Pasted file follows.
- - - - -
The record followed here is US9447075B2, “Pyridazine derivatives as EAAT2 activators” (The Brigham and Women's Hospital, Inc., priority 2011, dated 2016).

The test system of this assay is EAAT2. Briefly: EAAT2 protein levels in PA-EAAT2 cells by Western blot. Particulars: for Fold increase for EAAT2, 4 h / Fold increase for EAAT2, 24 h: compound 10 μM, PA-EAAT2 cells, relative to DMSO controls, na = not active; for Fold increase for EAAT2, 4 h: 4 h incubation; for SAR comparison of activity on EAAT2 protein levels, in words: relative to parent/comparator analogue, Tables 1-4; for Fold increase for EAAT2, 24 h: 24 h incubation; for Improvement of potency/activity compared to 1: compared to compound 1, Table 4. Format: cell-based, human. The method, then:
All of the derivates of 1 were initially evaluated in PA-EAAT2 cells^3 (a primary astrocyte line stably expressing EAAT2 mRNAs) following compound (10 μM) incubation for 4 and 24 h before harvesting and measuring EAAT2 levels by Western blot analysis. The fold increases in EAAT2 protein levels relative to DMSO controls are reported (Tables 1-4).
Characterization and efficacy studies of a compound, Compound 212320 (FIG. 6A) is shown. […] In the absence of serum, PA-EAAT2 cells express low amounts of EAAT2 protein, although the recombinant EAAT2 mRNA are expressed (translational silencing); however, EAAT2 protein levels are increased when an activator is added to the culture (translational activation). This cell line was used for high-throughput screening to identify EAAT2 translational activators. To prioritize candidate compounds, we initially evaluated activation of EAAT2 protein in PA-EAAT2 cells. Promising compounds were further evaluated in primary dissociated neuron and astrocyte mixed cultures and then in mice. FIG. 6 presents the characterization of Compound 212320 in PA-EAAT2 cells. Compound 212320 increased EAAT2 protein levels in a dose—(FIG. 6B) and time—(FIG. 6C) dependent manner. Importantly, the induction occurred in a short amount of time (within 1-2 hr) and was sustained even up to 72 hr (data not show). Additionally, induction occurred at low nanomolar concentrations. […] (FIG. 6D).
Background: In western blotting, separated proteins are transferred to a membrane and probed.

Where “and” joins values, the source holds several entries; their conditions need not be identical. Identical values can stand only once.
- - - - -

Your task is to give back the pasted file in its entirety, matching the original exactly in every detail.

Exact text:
The record followed here is US9447075B2, “Pyridazine derivatives as EAAT2 activators” (The Brigham and Women's Hospital, Inc., priority 2011, dated 2016).

The test system of this assay is EAAT2. Briefly: EAAT2 protein levels in PA-EAAT2 cells by Western blot. Particulars: for Fold increase for EAAT2, 4 h / Fold increase for EAAT2, 24 h: compound 10 μM, PA-EAAT2 cells, relative to DMSO controls, na = not active; for Fold increase for EAAT2, 4 h: 4 h incubation; for SAR comparison of activity on EAAT2 protein levels, in words: relative to parent/comparator analogue, Tables 1-4; for Fold increase for EAAT2, 24 h: 24 h incubation; for Improvement of potency/activity compared to 1: compared to compound 1, Table 4. Format: cell-based, human. The method, then:
All of the derivates of 1 were initially evaluated in PA-EAAT2 cells^3 (a primary astrocyte line stably expressing EAAT2 mRNAs) following compound (10 μM) incubation for 4 and 24 h before harvesting and measuring EAAT2 levels by Western blot analysis. The fold increases in EAAT2 protein levels relative to DMSO controls are reported (Tables 1-4).
Characterization and efficacy studies of a compound, Compound 212320 (FIG. 6A) is shown. […] In the absence of serum, PA-EAAT2 cells express low amounts of EAAT2 protein, although the recombinant EAAT2 mRNA are expressed (translational silencing); however, EAAT2 protein levels are increased when an activator is added to the culture (translational activation). This cell line was used for high-throughput screening to identify EAAT2 translational activators. To prioritize candidate compounds, we initially evaluated activation of EAAT2 protein in PA-EAAT2 cells. Promising compounds were further evaluated in primary dissociated neuron and astrocyte mixed cultures and then in mice. FIG. 6 presents the characterization of Compound 212320 in PA-EAAT2 cells. Compound 212320 increased EAAT2 protein levels in a dose—(FIG. 6B) and time—(FIG. 6C) dependent manner. Importantly, the induction occurred in a short amount of time (within 1-2 hr) and was sustained even up to 72 hr (data not show). Additionally, induction occurred at low nanomolar concentrations. […] (FIG. 6D).
Background: In western blotting, separated proteins are transferred to a membrane and probed.

Where “and” joins values, the source holds several entries; their conditions need not be identical. Identical values can stand only once.